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Lucie White and Philippe van Basshuysen, ◊Were lockdowns justified? A return to the facts and evidence◊, 31 Kennedy Inst. of Ethics J. 405 (2021).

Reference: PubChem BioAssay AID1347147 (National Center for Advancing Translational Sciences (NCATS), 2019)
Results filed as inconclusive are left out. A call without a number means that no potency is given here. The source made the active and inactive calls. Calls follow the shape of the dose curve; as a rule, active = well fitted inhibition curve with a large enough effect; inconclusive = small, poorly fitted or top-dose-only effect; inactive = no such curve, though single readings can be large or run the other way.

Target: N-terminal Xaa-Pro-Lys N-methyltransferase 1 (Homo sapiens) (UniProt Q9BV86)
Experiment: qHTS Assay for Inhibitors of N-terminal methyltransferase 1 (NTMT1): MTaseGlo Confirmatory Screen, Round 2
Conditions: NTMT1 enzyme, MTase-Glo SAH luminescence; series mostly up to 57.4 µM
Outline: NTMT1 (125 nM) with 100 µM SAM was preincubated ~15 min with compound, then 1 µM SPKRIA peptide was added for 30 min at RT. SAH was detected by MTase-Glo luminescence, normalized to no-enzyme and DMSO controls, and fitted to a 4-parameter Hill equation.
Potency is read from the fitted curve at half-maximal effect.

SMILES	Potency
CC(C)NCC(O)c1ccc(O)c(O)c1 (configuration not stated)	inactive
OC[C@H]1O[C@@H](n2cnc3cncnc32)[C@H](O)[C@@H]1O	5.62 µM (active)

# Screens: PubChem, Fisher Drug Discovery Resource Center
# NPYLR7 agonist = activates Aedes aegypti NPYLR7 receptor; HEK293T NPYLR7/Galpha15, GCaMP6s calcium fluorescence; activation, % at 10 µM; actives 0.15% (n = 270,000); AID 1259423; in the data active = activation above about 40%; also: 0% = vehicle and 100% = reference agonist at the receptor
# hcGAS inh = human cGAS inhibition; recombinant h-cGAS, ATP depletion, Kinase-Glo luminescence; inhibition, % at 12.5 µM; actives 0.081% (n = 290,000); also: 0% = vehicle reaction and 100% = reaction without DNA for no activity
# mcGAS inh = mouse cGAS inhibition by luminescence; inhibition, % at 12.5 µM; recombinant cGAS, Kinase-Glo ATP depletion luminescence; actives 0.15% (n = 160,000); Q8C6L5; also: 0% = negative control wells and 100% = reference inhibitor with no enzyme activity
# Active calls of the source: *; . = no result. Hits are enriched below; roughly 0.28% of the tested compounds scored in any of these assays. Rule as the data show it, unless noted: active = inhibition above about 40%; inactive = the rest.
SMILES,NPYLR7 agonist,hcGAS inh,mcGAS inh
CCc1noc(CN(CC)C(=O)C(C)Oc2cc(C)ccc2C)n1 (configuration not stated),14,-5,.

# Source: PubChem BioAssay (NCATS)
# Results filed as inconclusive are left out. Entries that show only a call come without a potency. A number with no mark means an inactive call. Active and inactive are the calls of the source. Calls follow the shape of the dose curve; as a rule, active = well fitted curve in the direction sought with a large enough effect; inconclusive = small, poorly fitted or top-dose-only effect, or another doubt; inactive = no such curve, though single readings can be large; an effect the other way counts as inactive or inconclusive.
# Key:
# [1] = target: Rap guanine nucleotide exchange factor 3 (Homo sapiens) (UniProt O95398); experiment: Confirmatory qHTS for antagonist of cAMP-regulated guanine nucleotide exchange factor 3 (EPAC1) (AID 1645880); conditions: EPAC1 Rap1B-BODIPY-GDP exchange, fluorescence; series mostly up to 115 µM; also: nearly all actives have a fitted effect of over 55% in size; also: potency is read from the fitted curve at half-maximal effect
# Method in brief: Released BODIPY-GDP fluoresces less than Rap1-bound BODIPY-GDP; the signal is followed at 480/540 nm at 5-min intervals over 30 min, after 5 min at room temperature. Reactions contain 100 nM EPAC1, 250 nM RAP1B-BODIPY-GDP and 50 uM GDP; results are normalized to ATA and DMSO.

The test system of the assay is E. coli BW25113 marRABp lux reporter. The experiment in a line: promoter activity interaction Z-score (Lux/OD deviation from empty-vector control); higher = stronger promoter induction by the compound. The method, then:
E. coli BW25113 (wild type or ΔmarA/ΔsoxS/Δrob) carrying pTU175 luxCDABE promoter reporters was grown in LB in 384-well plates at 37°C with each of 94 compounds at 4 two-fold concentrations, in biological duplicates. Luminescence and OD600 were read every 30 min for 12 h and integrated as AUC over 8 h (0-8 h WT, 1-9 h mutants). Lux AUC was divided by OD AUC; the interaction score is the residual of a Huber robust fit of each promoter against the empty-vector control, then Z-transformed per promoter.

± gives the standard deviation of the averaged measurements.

Abstract: Were governments justified in imposing lockdowns to contain the spread of the COVID-19 pandemic? We argue that a convincing answer to this question is to date wanting, by critically analyzing the factual basis of a recent paper, "How Government Leaders Violated Their Epistemic Duties During the SARS-CoV-2 Crisis" (Winsberg, Brennan, and Suprenant 2020). In their paper, Winsberg, Brennan, and Suprenant argue that government leaders did not, at the beginning of the pandemic, meet the epistemic requirements necessitated to impose lockdowns. We focus on Winsberg, Brennan, and Suprenant’s contentions that knowledge about COVID-19 resultant projections were inadequate; that epidemiologists were biased in their estimates of relevant figures; that there was insufficient evidence supporting the efficacy of lockdowns; and that lockdowns cause more harm than good. We argue that none of these claims are sufficiently supported by evidence, thus impairing their case against lockdowns, and leaving open the question of whether lockdowns were justified.